A Gewurztraminer From Alsace Worth Buying
A Thriving Family Business
By: Philip S. Kampe - Sep 10, 2018
Gewurztraminer from Alsace is one of my favorite styles of wine. Maybe it's because this is the region of my father's side of the family. His mother was born in Alsace and eventually moved to Paris fleeing Europe before WW11.
They brought their food and wine history to America.
My dad always touted French wines and knew that Gewurztraminer was not for everyone, so, he added white and red Burgundies for entertaining.
Let's focus on Charles Baur, whose winery is located in the heart of Alsace, miles from Colmar. The property has been in the family since the early 19th century.
After purchasing neighboring property in 1930 to establish a working winery, it wasn’t until 1950 that Charles started bottling and marketing his wine. Success came quickly. He acquired several other estates and took his son, Armand, who obtained a degree in oenology (1980), into the business.
Today, Armand’s son, Arnaud (names get tricky), joined the family business in 2009 after obtaining a degree in oenology and agricultural engineering, specializing in winemaking.
The original estate has grown to forty-five acres, spread across several plots located on the classic slopes of Eguisheim and its vicinity, including Grand Cru Pfersiberg and Eichberg. All wines are made from estate fruit.
The grapes are hand-picked and hand-sorted, then processed in a pneumatic press. Low yields and total focus through each stage of development have made their wines sought after.
Like Burgundy, Eguisheim is made-up mostly of limestone and clay soil. The slopes are neither large nor small. Little rain and protection from the foothills of the Vosges has made Baur a safe vineyard that has become organic since 2014.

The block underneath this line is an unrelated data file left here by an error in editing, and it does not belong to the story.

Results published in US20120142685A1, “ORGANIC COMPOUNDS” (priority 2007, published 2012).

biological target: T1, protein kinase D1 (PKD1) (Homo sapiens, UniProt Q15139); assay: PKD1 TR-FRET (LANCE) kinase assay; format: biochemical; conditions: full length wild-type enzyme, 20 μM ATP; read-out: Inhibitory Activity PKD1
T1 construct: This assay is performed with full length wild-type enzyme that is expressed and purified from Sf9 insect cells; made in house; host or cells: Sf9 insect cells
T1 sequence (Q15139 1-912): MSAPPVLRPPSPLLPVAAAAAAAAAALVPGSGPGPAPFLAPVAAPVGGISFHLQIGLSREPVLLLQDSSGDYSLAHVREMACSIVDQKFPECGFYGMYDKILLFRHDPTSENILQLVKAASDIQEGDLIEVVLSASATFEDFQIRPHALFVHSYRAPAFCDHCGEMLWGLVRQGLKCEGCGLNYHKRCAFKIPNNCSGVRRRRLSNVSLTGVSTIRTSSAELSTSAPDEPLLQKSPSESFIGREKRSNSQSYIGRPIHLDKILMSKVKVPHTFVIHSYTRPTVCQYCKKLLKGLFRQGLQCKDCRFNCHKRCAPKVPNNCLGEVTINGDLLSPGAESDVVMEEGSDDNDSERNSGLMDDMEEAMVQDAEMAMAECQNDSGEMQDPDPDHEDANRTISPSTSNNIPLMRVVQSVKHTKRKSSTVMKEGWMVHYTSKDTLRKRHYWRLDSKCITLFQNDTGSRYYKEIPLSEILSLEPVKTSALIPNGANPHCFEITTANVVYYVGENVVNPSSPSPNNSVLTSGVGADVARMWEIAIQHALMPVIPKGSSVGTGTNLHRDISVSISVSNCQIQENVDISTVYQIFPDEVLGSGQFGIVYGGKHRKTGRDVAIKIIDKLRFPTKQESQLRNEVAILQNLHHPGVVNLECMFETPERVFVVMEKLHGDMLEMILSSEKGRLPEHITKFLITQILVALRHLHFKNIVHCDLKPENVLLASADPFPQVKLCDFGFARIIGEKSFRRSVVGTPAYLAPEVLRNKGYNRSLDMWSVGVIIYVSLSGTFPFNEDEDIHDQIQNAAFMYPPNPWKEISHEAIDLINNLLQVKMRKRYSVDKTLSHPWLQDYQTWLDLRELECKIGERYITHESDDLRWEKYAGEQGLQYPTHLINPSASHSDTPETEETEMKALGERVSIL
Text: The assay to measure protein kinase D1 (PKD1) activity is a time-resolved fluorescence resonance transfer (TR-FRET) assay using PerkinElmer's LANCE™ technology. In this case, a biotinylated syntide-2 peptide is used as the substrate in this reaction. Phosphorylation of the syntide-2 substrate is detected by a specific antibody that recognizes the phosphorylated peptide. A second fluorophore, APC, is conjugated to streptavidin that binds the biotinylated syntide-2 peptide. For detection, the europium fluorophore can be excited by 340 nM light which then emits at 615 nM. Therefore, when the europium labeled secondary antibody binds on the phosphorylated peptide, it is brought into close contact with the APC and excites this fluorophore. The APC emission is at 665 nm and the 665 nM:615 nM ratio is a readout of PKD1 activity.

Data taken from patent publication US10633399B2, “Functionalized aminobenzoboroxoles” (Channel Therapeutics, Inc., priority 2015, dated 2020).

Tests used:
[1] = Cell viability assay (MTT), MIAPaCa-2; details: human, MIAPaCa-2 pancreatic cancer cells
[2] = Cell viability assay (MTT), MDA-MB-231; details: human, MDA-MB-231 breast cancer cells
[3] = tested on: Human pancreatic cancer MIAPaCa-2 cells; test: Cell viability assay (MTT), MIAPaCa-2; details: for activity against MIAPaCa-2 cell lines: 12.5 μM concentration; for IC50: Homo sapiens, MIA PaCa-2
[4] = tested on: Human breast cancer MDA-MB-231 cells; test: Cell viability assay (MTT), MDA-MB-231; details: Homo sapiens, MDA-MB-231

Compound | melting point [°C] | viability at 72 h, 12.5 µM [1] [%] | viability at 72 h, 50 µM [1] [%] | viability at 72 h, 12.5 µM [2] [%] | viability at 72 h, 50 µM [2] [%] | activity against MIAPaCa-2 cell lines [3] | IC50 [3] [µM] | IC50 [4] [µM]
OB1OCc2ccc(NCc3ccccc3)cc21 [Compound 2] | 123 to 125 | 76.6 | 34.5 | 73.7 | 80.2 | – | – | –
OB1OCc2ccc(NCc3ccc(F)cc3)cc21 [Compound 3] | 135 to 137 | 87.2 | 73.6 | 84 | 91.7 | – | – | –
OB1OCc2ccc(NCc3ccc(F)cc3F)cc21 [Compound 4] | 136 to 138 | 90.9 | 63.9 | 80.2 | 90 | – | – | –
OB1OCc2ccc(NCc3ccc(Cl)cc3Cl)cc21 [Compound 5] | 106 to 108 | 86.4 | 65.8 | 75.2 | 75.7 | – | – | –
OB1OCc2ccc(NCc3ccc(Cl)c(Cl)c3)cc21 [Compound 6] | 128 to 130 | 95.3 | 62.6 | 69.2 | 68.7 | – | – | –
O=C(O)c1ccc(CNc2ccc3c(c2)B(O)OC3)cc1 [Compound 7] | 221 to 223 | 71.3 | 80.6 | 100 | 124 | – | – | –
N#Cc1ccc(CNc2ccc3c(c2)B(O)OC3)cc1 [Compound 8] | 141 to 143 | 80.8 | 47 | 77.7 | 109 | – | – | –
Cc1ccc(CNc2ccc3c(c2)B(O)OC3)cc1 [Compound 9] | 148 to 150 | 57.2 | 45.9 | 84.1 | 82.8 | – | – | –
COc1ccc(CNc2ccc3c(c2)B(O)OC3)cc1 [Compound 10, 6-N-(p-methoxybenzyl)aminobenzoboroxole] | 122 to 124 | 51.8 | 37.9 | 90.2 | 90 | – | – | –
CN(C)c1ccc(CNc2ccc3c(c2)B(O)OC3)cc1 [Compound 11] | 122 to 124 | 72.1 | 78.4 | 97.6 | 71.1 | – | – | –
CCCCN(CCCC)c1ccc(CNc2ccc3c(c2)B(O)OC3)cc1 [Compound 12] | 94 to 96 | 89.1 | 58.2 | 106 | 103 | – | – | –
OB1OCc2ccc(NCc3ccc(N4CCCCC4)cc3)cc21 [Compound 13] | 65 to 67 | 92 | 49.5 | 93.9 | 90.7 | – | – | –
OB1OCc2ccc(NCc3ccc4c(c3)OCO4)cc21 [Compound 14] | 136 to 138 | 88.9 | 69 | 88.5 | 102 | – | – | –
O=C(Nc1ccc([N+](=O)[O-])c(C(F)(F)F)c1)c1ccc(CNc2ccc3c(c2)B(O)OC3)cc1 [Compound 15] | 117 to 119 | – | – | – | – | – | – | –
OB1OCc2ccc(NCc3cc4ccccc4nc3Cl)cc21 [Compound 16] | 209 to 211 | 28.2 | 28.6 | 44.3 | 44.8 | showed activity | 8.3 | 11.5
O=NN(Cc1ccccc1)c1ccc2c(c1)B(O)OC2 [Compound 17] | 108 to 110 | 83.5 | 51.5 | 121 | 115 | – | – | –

Slopes that Baur grows their grapes on have been revered since the Middle Ages.
I sampled a 2014 Gewurztraminer Grand Cru ‘Pfersigberg’
Producer: Domaine Charles Baur
Style: Medium sweet white wine
Vines: 25 year old
Price: under $30
It was easy to fall for the intense, overly powerful aromatics of fresh, concentrated ripe pears, peaches and cantaloupe. These great odors were followed by dried rose petals and candied ginger
My nose was in a frenzy until my first sip. Suddenly, my palate exploded and was wowed with a sweet fusion of juicy, runny, Georgia peaches, followed by a heavy dose of overripe mangos. All hell broke loose.
My palate was succumbing to a higher power of grape ripeness, which means one thing to me-this Gewurztraminer could be used as an aperitif, as well. Wouldn’t it pair perfectly with blue cheese or foie gras, like an expensive Sauterne?
With optimum ripeness and balanced body, this 2014 Gewurztraminer Gran Cru Pfersigberg would be an obvious choice if you are after this style of wine. This vintage is destined to become a classic.